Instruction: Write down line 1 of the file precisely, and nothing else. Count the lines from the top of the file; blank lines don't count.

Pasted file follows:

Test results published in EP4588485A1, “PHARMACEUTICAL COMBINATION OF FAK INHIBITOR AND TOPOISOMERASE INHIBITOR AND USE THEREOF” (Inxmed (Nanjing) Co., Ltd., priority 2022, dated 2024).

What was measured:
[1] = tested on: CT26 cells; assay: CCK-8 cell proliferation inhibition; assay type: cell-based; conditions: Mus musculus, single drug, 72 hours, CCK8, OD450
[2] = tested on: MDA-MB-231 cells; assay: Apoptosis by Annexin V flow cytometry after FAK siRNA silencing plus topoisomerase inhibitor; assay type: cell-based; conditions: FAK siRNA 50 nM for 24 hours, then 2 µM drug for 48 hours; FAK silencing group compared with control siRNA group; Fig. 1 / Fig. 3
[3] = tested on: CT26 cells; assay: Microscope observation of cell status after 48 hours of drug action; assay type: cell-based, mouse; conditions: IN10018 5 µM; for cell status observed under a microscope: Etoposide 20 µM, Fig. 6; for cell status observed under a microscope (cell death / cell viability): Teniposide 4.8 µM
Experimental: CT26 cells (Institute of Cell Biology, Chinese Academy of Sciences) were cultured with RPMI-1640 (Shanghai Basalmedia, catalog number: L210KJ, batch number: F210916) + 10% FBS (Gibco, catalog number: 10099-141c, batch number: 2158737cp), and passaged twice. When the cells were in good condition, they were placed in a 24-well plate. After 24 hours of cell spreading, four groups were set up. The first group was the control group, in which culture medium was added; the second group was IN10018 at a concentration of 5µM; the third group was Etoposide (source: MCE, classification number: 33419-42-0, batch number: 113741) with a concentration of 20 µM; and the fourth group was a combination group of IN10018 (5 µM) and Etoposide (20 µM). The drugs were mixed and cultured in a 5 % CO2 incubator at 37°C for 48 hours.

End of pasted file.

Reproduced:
Test results published in EP4588485A1, “PHARMACEUTICAL COMBINATION OF FAK INHIBITOR AND TOPOISOMERASE INHIBITOR AND USE THEREOF” (Inxmed (Nanjing) Co., Ltd., priority 2022, dated 2024).